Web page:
Habitat Suitability Mapping with Mahalanobis Distances.

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Description

This function computes the habitat suitability map of an area for a species, given a set of locations of the species occurences (Clark et al. 1993). This function is to be used in habitat selection studies, when animals are not identified.

Usage

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mahasuhab(x, pts, type = c("distance", "probability"))

Arguments

x

a raster map of class SpatialPixelsDataFrame

pts

a data frame with two columns, giving the coordinates of the species locations

type

a character string. Whether the raw "distance" should be returned, or rather the "probability" (see details).

Details

Let assume that a set of locations of the species on an area is available (gathered on transects, or during the monitoring of the population, etc.). If we assume that the probability of detecting an individual is independent from the habitat variables, then we can consider that the habitat found at these sites reflects the habitat use by the animals.

The Mahalanobis distances method has become more and more popular during the past few years to derive habitat suitability maps. The niche of a species is defined as the probability density function of presence of a species in the multidimensionnal space defined by the habitat variables. If this function can be assumed to be multivariate normal, then the mean vector of this distribution corresponds to the optimum for the species.

The function mahasuhab first computes this mean vector as well as the variance-covariance matrix of the niche density function, based on the value of habitat variables in the sample of locations. Then, the *squared* Mahalanobis distance from this optimum is computed for each pixel of the map. Thus, the smaller this squared distance is for a given pixel, and the better is the habitat in this pixel.

Assuming multivariate normality, squared Mahalanobis distances are approximately distributed as Chi-square with n-1 degrees of freedom, where n equals the number of habitat characteristics. If the argument type = "probability", maps of these p-values are returned by the function. As such these are the probabilities of a larger squared Mahalanobis distance than that observed when x is sampled from the niche.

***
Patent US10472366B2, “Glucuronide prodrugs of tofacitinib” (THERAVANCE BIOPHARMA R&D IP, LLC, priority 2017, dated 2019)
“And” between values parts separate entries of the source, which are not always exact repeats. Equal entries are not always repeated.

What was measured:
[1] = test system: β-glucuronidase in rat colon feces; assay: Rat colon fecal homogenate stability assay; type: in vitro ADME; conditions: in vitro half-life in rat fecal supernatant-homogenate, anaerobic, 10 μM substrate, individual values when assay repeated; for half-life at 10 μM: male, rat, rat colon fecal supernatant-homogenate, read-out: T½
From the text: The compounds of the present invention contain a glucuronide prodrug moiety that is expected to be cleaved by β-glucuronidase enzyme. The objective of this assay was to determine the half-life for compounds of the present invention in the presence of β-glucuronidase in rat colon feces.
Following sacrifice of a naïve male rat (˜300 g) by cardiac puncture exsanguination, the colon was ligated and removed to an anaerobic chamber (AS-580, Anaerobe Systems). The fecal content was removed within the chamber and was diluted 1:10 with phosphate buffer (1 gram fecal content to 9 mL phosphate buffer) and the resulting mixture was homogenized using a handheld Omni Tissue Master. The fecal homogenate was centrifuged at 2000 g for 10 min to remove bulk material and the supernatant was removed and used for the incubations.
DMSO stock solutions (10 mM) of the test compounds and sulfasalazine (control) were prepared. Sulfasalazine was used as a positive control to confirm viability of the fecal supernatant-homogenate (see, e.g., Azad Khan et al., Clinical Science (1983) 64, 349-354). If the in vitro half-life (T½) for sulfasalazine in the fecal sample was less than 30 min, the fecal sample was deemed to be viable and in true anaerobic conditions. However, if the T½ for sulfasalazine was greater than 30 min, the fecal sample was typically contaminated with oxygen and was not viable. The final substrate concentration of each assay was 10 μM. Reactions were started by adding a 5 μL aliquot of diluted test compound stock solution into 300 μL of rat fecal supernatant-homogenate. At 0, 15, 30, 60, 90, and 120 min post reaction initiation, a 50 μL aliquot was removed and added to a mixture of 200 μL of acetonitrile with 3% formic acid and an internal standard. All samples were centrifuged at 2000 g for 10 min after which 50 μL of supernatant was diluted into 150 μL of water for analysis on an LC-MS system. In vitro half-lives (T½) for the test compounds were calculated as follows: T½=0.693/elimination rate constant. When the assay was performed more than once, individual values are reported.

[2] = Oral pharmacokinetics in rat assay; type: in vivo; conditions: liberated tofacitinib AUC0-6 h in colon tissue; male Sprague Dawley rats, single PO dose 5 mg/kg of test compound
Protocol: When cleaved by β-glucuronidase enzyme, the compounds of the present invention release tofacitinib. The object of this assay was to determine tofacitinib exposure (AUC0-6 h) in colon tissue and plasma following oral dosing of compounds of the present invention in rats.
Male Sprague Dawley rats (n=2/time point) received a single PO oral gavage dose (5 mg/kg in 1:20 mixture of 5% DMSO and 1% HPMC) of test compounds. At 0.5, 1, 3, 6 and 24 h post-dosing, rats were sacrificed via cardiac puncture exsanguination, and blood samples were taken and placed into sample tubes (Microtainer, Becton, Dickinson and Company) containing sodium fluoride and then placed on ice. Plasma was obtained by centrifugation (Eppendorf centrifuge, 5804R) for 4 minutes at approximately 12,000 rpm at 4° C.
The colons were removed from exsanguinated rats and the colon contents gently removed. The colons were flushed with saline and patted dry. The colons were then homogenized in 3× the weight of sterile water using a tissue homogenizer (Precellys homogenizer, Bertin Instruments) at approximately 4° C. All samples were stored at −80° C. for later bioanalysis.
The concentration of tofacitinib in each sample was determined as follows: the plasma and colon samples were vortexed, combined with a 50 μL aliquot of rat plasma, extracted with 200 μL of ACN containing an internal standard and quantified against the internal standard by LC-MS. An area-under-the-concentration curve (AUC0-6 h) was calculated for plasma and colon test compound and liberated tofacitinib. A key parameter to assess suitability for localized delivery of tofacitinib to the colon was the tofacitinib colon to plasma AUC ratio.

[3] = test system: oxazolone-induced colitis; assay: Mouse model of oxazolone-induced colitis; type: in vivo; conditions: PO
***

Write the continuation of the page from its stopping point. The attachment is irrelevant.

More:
Value

Returns a raster map of class SpatialPixelsDataFrame.

Note

The computation of the squared Mahalanobis distances inverts the variance-covariance matrix of the niche density function (see ?mahalanobis). It is therefore important that the habitat variables considered are not too correlated among each other. When the habitat variables are too correlated, the variance-covariance matrix is singular and cannot be inverted.

Note also that it is recommended to scale the variables before the computation, so that they all have the same variance, and therefore the same weight in the analysis (see examples below).

Author(s)

Clement Calenge clement.calenge@oncfs.gouv.fr

References

Clark, J.D., Dunn, J.E. and Smith, K.G. (1993) A multivariate model of female black bear habitat use for a geographic information system. Journal of Wildlife Management, 57, 519–526.

See Also

madifa and dunnfa for factor analyses of the Mahalanobis distances, domain for another method of habitat suitability mapping, mahalanobis for information on the computation of Mahalanobis distances.

Examples

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## loads the data
data(lynxjura)
ma <- lynxjura$map
lo <- lynxjura$locs[,1:2]

## We first scale the maps
slot(ma, "data") <- dudi.pca(slot(ma, "data"), scannf=FALSE)$tab

## habitat suitability mapping
hsm <- mahasuhab(ma, lo, type = "probability")
image(hsm)
title(main = "Habitat suitability map for the Lynx")
points(lo, pch = 3)

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